In the beginning

The startup code in Figure 2 calls the main-function. In this case, as shown in Figure 1, it is a main-function of a small stand-alone program. In a larger system, it may be the main-function of an operating system, for example Linux.

As described above, the startup code is executed by boot code, in the form of BIOS or perhaps in the form of a boot loader such as GRUB, during the startup of the computer.

One might wonder how the very first code that runs, when a computer starts, is invoked. Considering a scenario where a computer is started, by switching on the power, it can be seen in Section 9.1.4 of Volume 3 of the Intel 64 and IA-32 Architectures Developer's Manual, that execution starts at an address given by the hexadecimal number 0xFFFFFFF0. At this address, boot code must be stored. This code has the task of performing necessary initialisations, by itself or in collaboration with boot loader code such as BIOS or GRUB. The initialisations done may involve initialisations of important devices such as interrupt controller and cache controller, and also initialisation of communication devices, such as serial ports and network interfaces, may be necessary. When the initialisations are done, startup code like the one in Figure 2 is executed.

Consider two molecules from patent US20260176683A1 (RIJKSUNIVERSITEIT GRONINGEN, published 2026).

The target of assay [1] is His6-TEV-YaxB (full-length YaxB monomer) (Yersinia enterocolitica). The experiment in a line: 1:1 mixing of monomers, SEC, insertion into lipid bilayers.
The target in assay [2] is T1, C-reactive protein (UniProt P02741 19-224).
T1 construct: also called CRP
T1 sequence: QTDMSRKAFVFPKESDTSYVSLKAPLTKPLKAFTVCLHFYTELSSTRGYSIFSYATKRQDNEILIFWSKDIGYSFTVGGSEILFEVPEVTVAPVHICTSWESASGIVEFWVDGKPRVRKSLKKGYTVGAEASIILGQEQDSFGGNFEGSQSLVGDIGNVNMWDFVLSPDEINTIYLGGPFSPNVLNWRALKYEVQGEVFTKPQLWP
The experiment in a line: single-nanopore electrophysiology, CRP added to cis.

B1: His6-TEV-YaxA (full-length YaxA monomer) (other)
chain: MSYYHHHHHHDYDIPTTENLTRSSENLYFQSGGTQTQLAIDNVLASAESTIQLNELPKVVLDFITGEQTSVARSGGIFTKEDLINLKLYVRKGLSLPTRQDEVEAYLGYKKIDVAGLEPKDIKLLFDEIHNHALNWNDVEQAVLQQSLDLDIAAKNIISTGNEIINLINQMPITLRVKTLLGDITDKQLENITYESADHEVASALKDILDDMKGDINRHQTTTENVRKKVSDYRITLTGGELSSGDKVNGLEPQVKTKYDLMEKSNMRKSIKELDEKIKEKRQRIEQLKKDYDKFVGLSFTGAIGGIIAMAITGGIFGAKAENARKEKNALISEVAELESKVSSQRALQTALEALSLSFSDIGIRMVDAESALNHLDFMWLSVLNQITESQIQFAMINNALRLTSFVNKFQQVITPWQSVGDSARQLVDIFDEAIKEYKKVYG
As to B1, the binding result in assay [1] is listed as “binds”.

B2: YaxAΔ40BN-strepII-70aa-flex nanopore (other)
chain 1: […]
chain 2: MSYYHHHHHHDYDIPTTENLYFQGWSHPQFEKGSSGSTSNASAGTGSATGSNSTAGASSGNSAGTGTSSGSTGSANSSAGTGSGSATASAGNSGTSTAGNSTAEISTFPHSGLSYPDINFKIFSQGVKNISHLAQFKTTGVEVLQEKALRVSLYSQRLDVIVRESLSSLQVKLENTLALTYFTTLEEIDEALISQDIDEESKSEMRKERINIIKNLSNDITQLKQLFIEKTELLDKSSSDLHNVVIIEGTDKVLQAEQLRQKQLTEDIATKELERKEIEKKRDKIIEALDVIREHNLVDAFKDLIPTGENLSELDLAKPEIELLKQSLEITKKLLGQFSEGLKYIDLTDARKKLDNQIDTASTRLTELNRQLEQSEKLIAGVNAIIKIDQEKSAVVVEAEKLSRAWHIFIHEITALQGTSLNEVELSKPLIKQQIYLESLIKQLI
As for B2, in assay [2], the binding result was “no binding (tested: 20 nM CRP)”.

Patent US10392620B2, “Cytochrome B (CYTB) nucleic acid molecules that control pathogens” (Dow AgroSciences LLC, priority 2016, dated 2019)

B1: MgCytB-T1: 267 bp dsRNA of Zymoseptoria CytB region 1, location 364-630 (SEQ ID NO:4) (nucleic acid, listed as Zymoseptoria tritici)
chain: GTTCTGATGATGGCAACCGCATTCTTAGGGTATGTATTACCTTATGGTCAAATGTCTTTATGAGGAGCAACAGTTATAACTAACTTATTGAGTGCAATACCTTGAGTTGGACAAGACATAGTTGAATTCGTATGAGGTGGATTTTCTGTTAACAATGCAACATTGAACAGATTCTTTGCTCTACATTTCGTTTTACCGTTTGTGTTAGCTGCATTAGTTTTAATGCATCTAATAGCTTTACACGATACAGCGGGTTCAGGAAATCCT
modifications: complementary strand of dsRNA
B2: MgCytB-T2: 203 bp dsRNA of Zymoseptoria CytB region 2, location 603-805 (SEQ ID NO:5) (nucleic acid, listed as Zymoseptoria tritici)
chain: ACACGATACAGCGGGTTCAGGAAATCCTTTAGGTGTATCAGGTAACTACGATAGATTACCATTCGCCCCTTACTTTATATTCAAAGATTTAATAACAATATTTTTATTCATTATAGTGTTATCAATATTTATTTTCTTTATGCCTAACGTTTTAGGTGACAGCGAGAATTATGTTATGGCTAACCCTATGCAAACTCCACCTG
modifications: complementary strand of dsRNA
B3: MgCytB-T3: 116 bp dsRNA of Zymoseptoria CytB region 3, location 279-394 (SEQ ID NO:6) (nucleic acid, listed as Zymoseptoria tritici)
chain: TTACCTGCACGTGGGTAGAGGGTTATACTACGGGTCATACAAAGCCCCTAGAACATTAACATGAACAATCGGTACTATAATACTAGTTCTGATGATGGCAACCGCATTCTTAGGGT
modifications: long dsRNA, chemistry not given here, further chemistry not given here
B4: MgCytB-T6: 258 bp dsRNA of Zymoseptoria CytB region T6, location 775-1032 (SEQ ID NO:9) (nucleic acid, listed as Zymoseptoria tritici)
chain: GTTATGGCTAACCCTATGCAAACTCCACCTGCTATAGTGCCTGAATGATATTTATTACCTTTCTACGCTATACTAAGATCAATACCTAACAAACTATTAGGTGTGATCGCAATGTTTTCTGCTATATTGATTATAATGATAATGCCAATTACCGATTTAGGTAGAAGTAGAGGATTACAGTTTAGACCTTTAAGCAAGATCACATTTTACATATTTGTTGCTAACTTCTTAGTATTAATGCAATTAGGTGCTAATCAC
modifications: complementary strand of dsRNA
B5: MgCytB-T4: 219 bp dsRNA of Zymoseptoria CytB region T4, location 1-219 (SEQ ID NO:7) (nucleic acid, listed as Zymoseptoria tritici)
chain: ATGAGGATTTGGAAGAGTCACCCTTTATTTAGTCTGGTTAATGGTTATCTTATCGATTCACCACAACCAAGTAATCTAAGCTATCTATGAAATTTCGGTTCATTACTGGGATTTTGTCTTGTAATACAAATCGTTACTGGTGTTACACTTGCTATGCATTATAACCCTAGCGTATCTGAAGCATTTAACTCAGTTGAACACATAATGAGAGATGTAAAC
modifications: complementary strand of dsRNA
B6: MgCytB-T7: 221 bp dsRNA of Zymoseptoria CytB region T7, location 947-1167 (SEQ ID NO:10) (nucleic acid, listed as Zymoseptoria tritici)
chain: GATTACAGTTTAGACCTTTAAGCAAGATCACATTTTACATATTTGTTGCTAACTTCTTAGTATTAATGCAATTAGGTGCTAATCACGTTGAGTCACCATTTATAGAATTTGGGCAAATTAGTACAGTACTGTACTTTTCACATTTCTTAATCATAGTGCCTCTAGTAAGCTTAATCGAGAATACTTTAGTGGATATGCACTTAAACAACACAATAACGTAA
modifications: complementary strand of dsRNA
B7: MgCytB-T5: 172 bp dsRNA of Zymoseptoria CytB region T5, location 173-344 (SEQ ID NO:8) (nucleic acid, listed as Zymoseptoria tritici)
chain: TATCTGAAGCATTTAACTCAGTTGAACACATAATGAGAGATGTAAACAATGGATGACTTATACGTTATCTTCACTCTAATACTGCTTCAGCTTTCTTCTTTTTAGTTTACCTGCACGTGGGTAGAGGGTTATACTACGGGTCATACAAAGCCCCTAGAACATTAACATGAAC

At a later stage, when a program, like the one exemplified in Figure 1 or perhaps in the form of an operating system, is running, additional initialisations of devices and communication ports may be performed.

In an Intel-x86 processor during startup, the BIOS loads a boot sector, often called a Master Boot Record, to an address given by the hexadecimal number 0x7c00. At this address, code is executed. This piece of code performs processor initialisations, and it also needs to perform a switch from 16-bit real mode to 32-bit protected mode. Eventually, and possibly via the use of a boot loader such as GRUB, it loads and executes startup code as specified in Figure 2.

If UEFI is used instead of BIOS, as is the case in newer computers, it is not required to use a Master Boot Record. A new alternative, called GUID Partition Table, can be used instead.

  • Intel-x86
  • ARM